Much has changed in the Professional Services (PS) industry over the past five years, not least the impact of the economic downturn. However, 2014 is at last witnessing a renewed confidence in the sector and with it growing client budgets and demands.
Business for growth
Such is the importance of PS, that in July 2013 the UK government published a report ‘Growth is Our Business: A Strategy for Professional and Business Services’ centred on the industry and how to further drive its growth.
And while the report praised its success: ‘The Professional and Business Services (PBS) sector generates 11% of UK gross value added and provides nearly 12% of UK employment. It also contributes strongly to economic growth and productivity: despite the economic downturn, PBS has seen growth of nearly 4% a year in the last decade.’
A sentiment echoed by a Centre for European Reform report which states that: ‘Services make up the great majority of economic activity in most developed economies. In France and the UK, they constitute nearly 80% of economic activity. Even in Germany, which has a large manufacturing sector, services make up 72%.’
War for talent
The UK report also recognised its challenges: ‘The PBS sector’s main asset is its people. Key to its success, therefore, is access to a wide range of advanced skills, both to meet current demands and future growth opportunities. The quality of the PBS workforce will be critical to the sector’s ability to compete for international business.’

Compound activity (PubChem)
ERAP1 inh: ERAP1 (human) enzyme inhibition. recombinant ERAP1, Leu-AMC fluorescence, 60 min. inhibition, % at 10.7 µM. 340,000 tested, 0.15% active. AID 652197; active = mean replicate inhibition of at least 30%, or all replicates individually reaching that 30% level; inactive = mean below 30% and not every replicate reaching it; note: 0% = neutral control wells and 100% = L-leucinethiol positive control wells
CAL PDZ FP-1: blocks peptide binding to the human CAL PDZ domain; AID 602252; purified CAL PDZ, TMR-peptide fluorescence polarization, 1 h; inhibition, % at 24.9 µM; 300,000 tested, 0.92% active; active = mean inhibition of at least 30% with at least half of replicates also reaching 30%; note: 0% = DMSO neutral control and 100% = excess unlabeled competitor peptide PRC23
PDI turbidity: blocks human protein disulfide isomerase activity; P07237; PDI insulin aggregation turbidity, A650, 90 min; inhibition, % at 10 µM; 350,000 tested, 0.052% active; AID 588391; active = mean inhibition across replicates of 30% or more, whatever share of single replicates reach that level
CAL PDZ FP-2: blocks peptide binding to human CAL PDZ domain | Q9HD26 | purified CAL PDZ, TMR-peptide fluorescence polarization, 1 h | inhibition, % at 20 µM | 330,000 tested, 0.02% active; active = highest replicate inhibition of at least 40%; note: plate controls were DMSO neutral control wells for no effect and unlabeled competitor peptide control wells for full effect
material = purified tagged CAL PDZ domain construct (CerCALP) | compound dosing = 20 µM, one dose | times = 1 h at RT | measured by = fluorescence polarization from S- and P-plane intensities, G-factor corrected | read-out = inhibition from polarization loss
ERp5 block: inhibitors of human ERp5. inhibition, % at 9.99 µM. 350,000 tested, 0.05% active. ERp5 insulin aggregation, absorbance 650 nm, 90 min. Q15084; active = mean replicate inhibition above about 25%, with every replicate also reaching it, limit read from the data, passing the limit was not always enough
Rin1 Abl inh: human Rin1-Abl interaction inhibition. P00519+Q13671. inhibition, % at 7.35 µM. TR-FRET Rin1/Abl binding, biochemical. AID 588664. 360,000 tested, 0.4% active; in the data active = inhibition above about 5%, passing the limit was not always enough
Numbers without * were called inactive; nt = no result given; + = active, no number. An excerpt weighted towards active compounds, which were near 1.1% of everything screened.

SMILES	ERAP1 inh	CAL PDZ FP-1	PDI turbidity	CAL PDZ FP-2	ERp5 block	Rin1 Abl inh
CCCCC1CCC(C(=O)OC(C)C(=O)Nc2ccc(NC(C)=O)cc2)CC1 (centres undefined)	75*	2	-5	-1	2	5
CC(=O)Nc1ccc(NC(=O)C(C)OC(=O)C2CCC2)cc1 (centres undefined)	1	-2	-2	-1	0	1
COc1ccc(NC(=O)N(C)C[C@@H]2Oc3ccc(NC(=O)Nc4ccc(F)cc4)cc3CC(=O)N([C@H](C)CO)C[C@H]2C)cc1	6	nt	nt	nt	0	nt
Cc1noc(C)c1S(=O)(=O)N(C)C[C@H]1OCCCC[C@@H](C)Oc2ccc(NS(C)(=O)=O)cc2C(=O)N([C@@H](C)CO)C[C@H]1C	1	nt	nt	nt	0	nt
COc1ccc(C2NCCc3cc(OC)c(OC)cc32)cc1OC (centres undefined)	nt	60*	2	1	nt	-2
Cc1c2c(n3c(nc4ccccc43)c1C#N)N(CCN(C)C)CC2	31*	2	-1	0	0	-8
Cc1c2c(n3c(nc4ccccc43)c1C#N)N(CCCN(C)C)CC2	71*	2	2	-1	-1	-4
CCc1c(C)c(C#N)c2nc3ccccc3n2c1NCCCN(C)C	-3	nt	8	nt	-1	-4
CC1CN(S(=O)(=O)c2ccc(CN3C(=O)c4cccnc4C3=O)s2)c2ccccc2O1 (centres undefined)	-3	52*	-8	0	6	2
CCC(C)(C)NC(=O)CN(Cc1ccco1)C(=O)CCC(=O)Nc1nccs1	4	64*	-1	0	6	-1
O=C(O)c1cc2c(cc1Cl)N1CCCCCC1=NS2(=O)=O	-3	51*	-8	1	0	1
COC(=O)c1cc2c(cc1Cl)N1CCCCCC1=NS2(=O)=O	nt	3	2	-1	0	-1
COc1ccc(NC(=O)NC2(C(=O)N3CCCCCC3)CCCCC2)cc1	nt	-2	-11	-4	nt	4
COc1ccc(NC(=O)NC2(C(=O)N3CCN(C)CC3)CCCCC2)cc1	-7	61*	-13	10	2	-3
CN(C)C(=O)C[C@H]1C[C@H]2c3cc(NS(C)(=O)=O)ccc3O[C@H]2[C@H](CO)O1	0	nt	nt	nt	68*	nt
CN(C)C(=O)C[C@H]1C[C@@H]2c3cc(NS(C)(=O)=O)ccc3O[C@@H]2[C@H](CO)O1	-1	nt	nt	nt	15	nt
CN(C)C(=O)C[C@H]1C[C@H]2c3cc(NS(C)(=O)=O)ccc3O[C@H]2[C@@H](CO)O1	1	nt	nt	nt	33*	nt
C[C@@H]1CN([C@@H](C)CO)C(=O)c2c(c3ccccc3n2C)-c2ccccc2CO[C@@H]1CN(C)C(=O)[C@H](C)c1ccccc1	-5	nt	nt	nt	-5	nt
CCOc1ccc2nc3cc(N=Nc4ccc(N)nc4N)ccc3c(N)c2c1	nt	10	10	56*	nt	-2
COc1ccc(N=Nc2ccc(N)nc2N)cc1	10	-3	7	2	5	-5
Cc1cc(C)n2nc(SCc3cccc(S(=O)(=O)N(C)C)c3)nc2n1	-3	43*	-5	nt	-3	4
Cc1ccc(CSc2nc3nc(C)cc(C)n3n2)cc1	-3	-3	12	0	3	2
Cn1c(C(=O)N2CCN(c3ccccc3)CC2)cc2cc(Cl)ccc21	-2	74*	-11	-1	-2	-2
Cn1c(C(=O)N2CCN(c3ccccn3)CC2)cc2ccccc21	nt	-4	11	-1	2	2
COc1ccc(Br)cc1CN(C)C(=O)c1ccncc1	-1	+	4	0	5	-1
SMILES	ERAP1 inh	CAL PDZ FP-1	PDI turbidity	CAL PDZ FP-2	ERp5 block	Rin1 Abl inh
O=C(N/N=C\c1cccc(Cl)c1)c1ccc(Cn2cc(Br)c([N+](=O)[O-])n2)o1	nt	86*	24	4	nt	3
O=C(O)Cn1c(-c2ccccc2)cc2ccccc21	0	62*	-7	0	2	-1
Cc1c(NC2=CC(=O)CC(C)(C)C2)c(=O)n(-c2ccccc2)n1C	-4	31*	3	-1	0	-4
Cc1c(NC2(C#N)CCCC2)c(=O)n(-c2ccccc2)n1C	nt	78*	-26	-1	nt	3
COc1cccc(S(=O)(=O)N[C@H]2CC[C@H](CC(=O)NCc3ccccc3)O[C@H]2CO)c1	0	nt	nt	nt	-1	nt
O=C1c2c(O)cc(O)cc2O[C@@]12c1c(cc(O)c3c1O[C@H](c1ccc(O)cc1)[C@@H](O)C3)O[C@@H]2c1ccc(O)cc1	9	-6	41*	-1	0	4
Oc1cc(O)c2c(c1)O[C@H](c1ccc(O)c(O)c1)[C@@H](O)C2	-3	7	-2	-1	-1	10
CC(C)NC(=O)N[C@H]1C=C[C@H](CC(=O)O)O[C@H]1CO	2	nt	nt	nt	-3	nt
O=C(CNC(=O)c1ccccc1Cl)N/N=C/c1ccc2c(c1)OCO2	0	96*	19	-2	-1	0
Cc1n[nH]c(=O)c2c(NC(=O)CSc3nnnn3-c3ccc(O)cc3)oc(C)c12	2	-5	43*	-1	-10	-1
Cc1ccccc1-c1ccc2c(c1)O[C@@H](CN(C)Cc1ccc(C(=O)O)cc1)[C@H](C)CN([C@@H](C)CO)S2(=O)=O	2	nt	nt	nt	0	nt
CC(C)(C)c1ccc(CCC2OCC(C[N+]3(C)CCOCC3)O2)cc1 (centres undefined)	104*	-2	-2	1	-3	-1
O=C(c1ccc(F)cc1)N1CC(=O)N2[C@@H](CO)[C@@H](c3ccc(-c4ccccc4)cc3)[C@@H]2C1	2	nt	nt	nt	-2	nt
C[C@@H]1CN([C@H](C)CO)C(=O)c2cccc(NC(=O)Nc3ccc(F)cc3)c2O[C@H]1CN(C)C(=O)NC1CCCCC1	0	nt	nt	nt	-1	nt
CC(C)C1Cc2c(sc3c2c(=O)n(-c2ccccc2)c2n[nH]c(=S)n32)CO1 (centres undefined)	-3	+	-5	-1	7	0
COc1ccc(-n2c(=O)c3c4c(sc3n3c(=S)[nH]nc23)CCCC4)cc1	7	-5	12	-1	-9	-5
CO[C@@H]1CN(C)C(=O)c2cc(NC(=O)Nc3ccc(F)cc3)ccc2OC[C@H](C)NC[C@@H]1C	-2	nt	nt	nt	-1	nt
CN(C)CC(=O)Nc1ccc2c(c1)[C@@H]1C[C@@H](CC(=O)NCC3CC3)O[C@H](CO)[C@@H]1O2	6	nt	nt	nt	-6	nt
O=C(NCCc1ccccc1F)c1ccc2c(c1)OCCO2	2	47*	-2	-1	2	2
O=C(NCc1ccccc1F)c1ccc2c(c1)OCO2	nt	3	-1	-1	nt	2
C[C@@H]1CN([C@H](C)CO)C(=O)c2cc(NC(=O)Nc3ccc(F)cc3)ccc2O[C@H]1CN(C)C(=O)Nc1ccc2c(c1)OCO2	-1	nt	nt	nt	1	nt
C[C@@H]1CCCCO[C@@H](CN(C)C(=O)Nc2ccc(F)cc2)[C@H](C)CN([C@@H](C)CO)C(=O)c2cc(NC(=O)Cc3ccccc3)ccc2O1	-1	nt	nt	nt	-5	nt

Indeed, talent is a key issue across the consulting spectrum, including marketing and PR and architecture and engineering. And as the landscape continues to change, so too does the skill set of the Professional Services industry and its people.
If you’re not online, you’re offline
In a landscape where the internet has become the primary way for businesses to communicate - through email, video conferences and the like - globalisation has become ever more realistic for Professional Services organisations. As the Lord Mayor of London states ‘In financial and professional services, the world is not driven by nations but by markets.’
This has been made even easier with the increase of mobile working, allowing employees to access their business systems from their homes or different office locations. This has huge benefits for organisations whose consultants are often working within their clients’ offices. A recent European study found that 68% of companies allow their employees to work out of the office which can lead to a 39% increase in productivity.
Demand and supply
As is their prerogative, clients demand more and expect more. For example, favouring fixed prices over retainers, and time and material rates over hourly payments. So how can the Professional Services sector respond in a bid to try and please all of the people, all of the time, and still make money?
A better and more efficient way of working which is aligned to both internal and external changes is a sound starting point. This will enable any business to achieve a more tangible means of planning, recording and managing how they and their team work. This requires a business support system, via enterprise resource planning, which mirrors that vision. A fit for purpose, project-based ERP could be the difference between your PS business standing still and sprinting.
Keep the conversation flowing
To move your business forward you need to look at the inside first. Improve your internal communications to keep employees engaged and a business culture that delivers in this period of growth.